1. Which of the following is an example of a fossil fuel?
B. Crude oil
D. Natural gas
Fossil fuels are coal, crude oil, and natural gas, which contain stored solar energy from millions of years ago.
2. Which of the following factors contributed to the fact that Belgium was the first to industrialize after Britain?
A. It had coal and iron deposits next to each other.
B. It mechanized silk production.
C. It had a highly-developed textile industry.
D. It lost the Crimean War.
Explanation: Belgium was the first to industrialize after Britain. It had coal and iron deposits near each other; entrepreneurs used smuggled machinery to begin businesses in Belgium.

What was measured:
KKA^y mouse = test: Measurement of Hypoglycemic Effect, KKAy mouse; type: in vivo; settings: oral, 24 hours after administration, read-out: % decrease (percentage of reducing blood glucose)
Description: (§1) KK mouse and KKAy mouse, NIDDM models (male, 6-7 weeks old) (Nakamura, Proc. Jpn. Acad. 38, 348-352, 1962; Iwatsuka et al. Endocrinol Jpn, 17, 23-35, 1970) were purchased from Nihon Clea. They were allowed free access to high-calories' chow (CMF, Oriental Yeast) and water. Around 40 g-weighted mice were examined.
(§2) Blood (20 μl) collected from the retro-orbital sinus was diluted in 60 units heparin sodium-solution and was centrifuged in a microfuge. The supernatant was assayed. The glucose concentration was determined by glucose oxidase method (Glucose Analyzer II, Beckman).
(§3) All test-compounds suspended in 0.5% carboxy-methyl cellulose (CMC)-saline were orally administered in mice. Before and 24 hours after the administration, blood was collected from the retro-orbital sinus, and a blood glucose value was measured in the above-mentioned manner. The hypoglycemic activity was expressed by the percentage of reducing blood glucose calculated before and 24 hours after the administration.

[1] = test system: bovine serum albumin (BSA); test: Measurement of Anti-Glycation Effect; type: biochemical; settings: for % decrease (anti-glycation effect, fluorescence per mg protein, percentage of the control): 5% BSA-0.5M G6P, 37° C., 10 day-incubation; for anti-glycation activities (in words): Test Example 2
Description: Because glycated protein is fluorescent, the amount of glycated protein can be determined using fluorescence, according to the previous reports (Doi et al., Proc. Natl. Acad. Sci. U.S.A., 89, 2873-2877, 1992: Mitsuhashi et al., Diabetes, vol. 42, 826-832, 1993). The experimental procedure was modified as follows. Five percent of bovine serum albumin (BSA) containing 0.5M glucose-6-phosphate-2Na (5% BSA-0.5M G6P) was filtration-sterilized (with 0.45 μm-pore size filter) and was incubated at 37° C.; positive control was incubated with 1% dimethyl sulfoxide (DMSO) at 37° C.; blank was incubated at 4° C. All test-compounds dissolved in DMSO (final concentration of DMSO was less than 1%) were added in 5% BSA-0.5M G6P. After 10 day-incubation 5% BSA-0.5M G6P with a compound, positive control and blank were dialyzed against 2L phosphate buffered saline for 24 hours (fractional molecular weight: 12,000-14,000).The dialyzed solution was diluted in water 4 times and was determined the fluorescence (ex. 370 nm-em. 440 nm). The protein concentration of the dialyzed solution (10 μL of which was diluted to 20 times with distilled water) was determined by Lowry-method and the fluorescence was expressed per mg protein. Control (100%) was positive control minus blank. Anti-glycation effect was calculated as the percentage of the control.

3. _____ is the term for the expansion of industrial powers and the conquest and colonization of African, Latin American, and Asian societies by the industrialized nations.
Explanation: During the nineteenth century most of the people in other parts of the world had to deal with the reality of the new power of industrialized societies—that is, with some kind of U.S., European, and Japanese imperialism, the term for the expansion of industrial powers and the conquest and colonization of African, Latin American, and Asian societies by the industrialized nations.
4. By the early 1800s Americans were involved in the opium trade, using sources grown in _____.
Explanation: By the early 1800s Americans were also involved in the opium trade, using sources grown in Turkey.
5. Native-born people without a well-defined state structure are known as _____.
A. settler populations
D. indigenous peoples
Explanation: During the nineteenth century three global losses loomed large—the loss of forests, of animals, and of indigenous peoples, defined as native-born people without a well- defined state structure.